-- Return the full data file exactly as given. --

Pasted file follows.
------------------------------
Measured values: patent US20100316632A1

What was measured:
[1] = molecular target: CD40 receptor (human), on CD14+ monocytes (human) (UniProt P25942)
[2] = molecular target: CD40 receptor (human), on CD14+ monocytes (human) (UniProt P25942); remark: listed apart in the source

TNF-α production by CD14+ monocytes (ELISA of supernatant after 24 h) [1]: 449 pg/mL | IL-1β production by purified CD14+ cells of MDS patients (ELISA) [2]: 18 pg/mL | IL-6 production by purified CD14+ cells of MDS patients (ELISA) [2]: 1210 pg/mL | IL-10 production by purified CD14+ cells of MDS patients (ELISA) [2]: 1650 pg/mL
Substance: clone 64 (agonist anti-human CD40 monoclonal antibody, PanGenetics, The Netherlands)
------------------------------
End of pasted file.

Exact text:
Measured values: patent US20100316632A1

What was measured:
[1] = molecular target: CD40 receptor (human), on CD14+ monocytes (human) (UniProt P25942)
[2] = molecular target: CD40 receptor (human), on CD14+ monocytes (human) (UniProt P25942); remark: listed apart in the source

TNF-α production by CD14+ monocytes (ELISA of supernatant after 24 h) [1]: 449 pg/mL | IL-1β production by purified CD14+ cells of MDS patients (ELISA) [2]: 18 pg/mL | IL-6 production by purified CD14+ cells of MDS patients (ELISA) [2]: 1210 pg/mL | IL-10 production by purified CD14+ cells of MDS patients (ELISA) [2]: 1650 pg/mL
Substance: clone 64 (agonist anti-human CD40 monoclonal antibody, PanGenetics, The Netherlands)